Lesufi: Afrikaans schools use language to create ‘enclaves’

2015-05-27 15:57
Gauteng Education MEC Panyaza Lesufi. Picture: Simone Kley

Gauteng Education MEC Panyaza Lesufi. Picture: Simone Kley

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Johannesburg - Gauteng Education MEC Panyaza Lesufi has accused Afrikaans-medium schools of using language as a pretext for excluding other races from enrolling in their schools. 

The real reason, said Lesufi addressing a media conference in Pretoria, was that they wanted to keep such schools as Afrikaans enclaves. As such, Lesufi said, he was prepared to go all the way to the Constitutional Court to force such schools to become dual-medium. 

This comes on the back of a high court ruling yesterday that upheld that schools had the right to prepare and submit waiting lists, and that such lists may be informed by the schools’ internal admission and language policies. 

The court action by the Federation of Governing Bodies of South African Schools (Fedsas) followed from a leaked document that revealed that the Gauteng education department was conducting a study of underutilised schools. 

The study, said spokesperson Phumla Sekhonyane, was aimed at taking stock of underutilised schools with the aim of enrolling pupils who couldn’t find spaces in schools of their choice. 

The study also revealed that the department was also planning to force schools to reconfigure their admission policies so that they prioritised access to education, as opposed to their internal admission and language policies.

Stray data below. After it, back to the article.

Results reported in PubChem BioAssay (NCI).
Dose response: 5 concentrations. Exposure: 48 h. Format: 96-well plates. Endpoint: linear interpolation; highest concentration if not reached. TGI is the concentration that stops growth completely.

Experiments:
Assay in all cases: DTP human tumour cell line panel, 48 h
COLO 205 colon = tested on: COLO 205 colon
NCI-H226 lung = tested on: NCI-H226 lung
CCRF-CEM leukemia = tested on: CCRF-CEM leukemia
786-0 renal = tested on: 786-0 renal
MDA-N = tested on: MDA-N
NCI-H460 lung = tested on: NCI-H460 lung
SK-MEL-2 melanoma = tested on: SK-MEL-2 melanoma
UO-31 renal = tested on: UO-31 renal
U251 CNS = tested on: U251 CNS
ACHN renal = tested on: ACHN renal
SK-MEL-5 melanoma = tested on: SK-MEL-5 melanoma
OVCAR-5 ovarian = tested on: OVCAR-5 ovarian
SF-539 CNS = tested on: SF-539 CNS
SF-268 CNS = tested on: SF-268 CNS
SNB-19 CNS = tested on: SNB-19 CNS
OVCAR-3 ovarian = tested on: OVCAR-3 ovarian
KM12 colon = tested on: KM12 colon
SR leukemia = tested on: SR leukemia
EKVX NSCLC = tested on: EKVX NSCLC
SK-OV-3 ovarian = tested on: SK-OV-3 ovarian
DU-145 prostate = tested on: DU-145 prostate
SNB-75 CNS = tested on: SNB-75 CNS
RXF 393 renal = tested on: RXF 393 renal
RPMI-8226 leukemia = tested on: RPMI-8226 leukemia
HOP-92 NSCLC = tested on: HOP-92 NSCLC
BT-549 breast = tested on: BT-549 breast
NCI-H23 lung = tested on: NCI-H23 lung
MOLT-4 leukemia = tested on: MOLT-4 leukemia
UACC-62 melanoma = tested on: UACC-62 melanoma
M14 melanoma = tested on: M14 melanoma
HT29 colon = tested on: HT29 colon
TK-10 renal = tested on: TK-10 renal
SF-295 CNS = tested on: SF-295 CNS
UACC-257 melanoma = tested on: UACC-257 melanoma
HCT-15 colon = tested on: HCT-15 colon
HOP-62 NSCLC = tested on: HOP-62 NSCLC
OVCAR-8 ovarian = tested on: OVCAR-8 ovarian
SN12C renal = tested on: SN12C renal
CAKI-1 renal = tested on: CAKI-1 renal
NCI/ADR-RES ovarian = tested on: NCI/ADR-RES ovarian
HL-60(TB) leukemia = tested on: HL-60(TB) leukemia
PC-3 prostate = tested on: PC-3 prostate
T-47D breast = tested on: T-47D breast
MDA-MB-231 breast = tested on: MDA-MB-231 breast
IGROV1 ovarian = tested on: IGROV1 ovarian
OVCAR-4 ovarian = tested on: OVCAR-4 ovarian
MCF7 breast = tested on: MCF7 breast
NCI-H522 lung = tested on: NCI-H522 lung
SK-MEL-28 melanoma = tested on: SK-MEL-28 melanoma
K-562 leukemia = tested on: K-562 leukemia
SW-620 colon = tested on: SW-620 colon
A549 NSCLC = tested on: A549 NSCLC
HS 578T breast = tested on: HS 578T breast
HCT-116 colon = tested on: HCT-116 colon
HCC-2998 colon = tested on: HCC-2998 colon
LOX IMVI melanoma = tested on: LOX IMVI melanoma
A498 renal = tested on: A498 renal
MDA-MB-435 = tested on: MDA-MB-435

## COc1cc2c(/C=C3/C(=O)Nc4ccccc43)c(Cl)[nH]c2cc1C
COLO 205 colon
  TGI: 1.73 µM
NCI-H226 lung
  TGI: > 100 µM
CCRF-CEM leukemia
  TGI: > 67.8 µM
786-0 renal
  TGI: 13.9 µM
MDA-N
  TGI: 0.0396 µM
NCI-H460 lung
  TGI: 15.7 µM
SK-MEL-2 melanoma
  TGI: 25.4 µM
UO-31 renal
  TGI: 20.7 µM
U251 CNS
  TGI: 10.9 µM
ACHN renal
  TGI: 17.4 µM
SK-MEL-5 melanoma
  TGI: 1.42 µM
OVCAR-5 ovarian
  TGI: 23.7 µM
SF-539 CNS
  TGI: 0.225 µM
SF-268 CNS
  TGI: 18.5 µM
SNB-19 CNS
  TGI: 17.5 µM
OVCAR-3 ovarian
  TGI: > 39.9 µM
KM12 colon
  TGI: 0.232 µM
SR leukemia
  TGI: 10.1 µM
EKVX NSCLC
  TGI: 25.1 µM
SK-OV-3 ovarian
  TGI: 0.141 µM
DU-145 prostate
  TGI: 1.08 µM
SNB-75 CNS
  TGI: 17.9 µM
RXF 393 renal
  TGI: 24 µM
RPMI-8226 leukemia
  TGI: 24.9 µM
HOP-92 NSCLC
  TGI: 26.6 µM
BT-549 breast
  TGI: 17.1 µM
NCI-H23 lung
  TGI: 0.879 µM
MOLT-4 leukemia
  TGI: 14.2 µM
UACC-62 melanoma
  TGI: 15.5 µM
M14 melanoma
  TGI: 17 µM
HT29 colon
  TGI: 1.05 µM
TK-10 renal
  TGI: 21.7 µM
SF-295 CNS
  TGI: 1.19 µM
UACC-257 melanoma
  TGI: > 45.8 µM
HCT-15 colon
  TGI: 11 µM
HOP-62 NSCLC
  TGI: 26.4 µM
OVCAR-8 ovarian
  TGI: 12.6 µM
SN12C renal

Fedsas had petitioned the courts to rule that in preparing the waiting lists, schools would take into account their admission and language policies. The body had also asked the courts to find that the department could not force schools to become dual-medium as it would violate language policies. The court still had to rule on the second issue. 

Lesufi said he would abide by the ruling that schools had the right to take into account their admission and language policies when formulating their waiting lists. But he said he would go to the Constitutional Court, if necessary, to force single-medium schools that are predominantly Afrikaans to use two languages in order to accommodate other pupils. 

“I believe the judge erred. No child should be denied access to education because of their language. No school shall exclude any learner based on their language. The right to education is one of the most fundamental rights and no one will use language to exclude any learner from school,” he said. 

Fedsas, he said, was misleading the courts and the public. 

“This case is not about language rights. Why is it so bad that our children can’t play together. Why are people so scared for a black child to play with an Afrikaans child. Those who don’t want to let go of their apartheid privileges must know that schools are government resources. Teachers belong to the government as well. 

“What Fedsas is saying is that if you are Tswana, you should go to a Tswana school and if you are Xhosa, you should go to a Xhosa school,” said

Lesufi, adding that the department would not lose the battle against nonracialism. 

He said he was prepared to petition Education Minister Angie Motshekga to change the South African Schools Act to ensure that single-medium school were forced to go dual. 

Many single-medium schools, especially Afrikaans, were operating at half capacity but would not accept pupils who didn’t speak Afrikaans, he said.

This, he said, has forced many parents to look for schools in far-flung areas because schools, which are at times as close as a walking distance from them, would not take their children who don’t speak Afrikaans.

Read more on:    panyaza lesufi  |  schools

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